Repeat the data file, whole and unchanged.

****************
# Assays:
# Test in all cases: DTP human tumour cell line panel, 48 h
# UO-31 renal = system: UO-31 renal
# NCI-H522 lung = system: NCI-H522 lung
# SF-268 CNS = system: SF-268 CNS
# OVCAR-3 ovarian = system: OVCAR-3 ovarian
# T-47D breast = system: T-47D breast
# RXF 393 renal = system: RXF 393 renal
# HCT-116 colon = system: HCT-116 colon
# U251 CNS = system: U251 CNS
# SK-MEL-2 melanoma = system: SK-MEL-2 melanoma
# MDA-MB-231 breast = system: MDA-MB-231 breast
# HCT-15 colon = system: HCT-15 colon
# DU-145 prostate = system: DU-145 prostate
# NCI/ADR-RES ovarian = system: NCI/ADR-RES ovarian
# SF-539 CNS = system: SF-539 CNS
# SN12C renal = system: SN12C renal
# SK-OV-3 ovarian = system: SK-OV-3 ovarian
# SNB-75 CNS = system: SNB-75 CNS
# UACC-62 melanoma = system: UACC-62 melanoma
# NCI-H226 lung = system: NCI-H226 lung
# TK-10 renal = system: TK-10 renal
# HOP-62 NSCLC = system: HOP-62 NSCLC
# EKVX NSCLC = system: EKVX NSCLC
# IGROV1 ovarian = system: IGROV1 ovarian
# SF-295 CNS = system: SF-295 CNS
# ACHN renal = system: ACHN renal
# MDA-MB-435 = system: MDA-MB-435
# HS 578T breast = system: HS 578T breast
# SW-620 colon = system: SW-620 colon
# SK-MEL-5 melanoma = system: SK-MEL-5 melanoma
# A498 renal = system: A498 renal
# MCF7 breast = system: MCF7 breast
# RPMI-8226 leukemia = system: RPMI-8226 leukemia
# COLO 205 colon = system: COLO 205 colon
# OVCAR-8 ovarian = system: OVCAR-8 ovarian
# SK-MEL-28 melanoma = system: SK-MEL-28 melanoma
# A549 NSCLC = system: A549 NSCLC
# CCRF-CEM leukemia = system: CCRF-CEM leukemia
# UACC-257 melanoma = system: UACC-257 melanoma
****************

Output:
# Assays:
# Test in all cases: DTP human tumour cell line panel, 48 h
# UO-31 renal = system: UO-31 renal
# NCI-H522 lung = system: NCI-H522 lung
# SF-268 CNS = system: SF-268 CNS
# OVCAR-3 ovarian = system: OVCAR-3 ovarian
# T-47D breast = system: T-47D breast
# RXF 393 renal = system: RXF 393 renal
# HCT-116 colon = system: HCT-116 colon
# U251 CNS = system: U251 CNS
# SK-MEL-2 melanoma = system: SK-MEL-2 melanoma
# MDA-MB-231 breast = system: MDA-MB-231 breast
# HCT-15 colon = system: HCT-15 colon
# DU-145 prostate = system: DU-145 prostate
# NCI/ADR-RES ovarian = system: NCI/ADR-RES ovarian
# SF-539 CNS = system: SF-539 CNS
# SN12C renal = system: SN12C renal
# SK-OV-3 ovarian = system: SK-OV-3 ovarian
# SNB-75 CNS = system: SNB-75 CNS
# UACC-62 melanoma = system: UACC-62 melanoma
# NCI-H226 lung = system: NCI-H226 lung
# TK-10 renal = system: TK-10 renal
# HOP-62 NSCLC = system: HOP-62 NSCLC
# EKVX NSCLC = system: EKVX NSCLC
# IGROV1 ovarian = system: IGROV1 ovarian
# SF-295 CNS = system: SF-295 CNS
# ACHN renal = system: ACHN renal
# MDA-MB-435 = system: MDA-MB-435
# HS 578T breast = system: HS 578T breast
# SW-620 colon = system: SW-620 colon
# SK-MEL-5 melanoma = system: SK-MEL-5 melanoma
# A498 renal = system: A498 renal
# MCF7 breast = system: MCF7 breast
# RPMI-8226 leukemia = system: RPMI-8226 leukemia
# COLO 205 colon = system: COLO 205 colon
# OVCAR-8 ovarian = system: OVCAR-8 ovarian
# SK-MEL-28 melanoma = system: SK-MEL-28 melanoma
# A549 NSCLC = system: A549 NSCLC
# CCRF-CEM leukemia = system: CCRF-CEM leukemia
# UACC-257 melanoma = system: UACC-257 melanoma